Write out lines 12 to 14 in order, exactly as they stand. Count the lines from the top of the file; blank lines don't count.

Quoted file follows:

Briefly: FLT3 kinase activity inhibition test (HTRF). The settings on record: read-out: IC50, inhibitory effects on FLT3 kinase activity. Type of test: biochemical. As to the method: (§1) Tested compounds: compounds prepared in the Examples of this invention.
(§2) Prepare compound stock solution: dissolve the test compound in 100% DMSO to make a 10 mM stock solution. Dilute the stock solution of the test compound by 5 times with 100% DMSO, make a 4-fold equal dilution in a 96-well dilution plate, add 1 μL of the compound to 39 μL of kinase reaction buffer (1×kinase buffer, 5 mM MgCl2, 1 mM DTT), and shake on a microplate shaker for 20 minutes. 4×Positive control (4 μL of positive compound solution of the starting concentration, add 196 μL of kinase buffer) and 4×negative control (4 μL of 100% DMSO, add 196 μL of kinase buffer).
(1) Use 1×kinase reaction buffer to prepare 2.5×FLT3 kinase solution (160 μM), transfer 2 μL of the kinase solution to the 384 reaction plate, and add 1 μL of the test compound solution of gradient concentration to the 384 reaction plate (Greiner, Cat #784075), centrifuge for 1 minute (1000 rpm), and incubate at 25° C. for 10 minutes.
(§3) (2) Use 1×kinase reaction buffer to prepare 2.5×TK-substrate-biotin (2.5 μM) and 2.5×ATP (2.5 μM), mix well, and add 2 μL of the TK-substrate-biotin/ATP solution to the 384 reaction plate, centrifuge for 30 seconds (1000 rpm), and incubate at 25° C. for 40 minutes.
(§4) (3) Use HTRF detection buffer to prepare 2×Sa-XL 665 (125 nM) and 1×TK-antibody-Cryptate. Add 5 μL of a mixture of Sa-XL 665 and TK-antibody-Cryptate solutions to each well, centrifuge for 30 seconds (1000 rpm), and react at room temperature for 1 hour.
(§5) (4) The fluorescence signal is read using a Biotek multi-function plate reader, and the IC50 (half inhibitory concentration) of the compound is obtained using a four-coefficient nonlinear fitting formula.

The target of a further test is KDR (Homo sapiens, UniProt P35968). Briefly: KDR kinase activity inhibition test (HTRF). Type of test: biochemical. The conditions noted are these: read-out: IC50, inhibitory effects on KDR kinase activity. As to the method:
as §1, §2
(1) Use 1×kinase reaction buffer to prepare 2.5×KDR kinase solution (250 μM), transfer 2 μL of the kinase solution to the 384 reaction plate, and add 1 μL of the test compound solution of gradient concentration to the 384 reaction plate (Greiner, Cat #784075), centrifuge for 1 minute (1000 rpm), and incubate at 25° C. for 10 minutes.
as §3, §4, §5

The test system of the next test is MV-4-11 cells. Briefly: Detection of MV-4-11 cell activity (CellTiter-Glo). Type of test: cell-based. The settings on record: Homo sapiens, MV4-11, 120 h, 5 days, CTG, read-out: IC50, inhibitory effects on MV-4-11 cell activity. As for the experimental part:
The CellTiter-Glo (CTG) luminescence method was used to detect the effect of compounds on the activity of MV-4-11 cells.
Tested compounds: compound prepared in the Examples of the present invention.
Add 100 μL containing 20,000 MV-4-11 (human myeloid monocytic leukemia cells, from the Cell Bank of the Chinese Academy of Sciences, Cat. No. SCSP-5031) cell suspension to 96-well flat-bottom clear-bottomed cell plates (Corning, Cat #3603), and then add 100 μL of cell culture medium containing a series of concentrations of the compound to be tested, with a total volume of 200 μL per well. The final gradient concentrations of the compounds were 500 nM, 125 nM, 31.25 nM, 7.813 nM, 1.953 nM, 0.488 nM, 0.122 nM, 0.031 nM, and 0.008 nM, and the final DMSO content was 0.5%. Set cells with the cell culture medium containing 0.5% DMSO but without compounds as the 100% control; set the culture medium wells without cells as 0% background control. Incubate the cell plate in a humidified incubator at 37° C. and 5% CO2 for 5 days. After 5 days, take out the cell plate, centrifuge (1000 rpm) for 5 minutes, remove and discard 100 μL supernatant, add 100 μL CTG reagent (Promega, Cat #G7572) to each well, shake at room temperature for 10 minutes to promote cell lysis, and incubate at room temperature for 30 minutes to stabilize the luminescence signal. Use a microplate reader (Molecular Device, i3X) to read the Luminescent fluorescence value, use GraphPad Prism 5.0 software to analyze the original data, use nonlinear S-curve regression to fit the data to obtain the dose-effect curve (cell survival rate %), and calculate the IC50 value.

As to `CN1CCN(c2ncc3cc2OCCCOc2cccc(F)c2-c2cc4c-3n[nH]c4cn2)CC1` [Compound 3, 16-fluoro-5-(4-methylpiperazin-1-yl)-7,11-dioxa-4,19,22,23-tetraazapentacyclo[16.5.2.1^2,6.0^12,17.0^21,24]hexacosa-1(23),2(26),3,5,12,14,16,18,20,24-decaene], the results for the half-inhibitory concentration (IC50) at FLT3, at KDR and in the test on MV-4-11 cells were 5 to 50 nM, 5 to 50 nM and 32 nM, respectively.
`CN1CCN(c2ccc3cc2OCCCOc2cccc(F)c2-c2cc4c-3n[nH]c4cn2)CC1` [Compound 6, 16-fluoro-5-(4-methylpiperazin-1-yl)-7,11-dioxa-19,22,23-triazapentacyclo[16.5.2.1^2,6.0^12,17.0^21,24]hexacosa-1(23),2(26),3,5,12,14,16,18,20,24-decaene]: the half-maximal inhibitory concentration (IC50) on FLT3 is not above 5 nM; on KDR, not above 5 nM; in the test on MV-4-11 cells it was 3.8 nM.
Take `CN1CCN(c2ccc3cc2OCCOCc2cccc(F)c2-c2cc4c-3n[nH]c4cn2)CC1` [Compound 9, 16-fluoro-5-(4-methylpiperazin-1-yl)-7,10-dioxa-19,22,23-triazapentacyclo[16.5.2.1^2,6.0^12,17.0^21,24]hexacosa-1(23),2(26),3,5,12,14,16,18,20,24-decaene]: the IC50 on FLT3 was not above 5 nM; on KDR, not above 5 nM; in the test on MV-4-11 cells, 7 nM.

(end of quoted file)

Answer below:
The CellTiter-Glo (CTG) luminescence method was used to detect the effect of compounds on the activity of MV-4-11 cells.
Tested compounds: compound prepared in the Examples of the present invention.
Add 100 μL containing 20,000 MV-4-11 (human myeloid monocytic leukemia cells, from the Cell Bank of the Chinese Academy of Sciences, Cat. No. SCSP-5031) cell suspension to 96-well flat-bottom clear-bottomed cell plates (Corning, Cat #3603), and then add 100 μL of cell culture medium containing a series of concentrations of the compound to be tested, with a total volume of 200 μL per well. The final gradient concentrations of the compounds were 500 nM, 125 nM, 31.25 nM, 7.813 nM, 1.953 nM, 0.488 nM, 0.122 nM, 0.031 nM, and 0.008 nM, and the final DMSO content was 0.5%. Set cells with the cell culture medium containing 0.5% DMSO but without compounds as the 100% control; set the culture medium wells without cells as 0% background control. Incubate the cell plate in a humidified incubator at 37° C. and 5% CO2 for 5 days. After 5 days, take out the cell plate, centrifuge (1000 rpm) for 5 minutes, remove and discard 100 μL supernatant, add 100 μL CTG reagent (Promega, Cat #G7572) to each well, shake at room temperature for 10 minutes to promote cell lysis, and incubate at room temperature for 30 minutes to stabilize the luminescence signal. Use a microplate reader (Molecular Device, i3X) to read the Luminescent fluorescence value, use GraphPad Prism 5.0 software to analyze the original data, use nonlinear S-curve regression to fit the data to obtain the dose-effect curve (cell survival rate %), and calculate the IC50 value.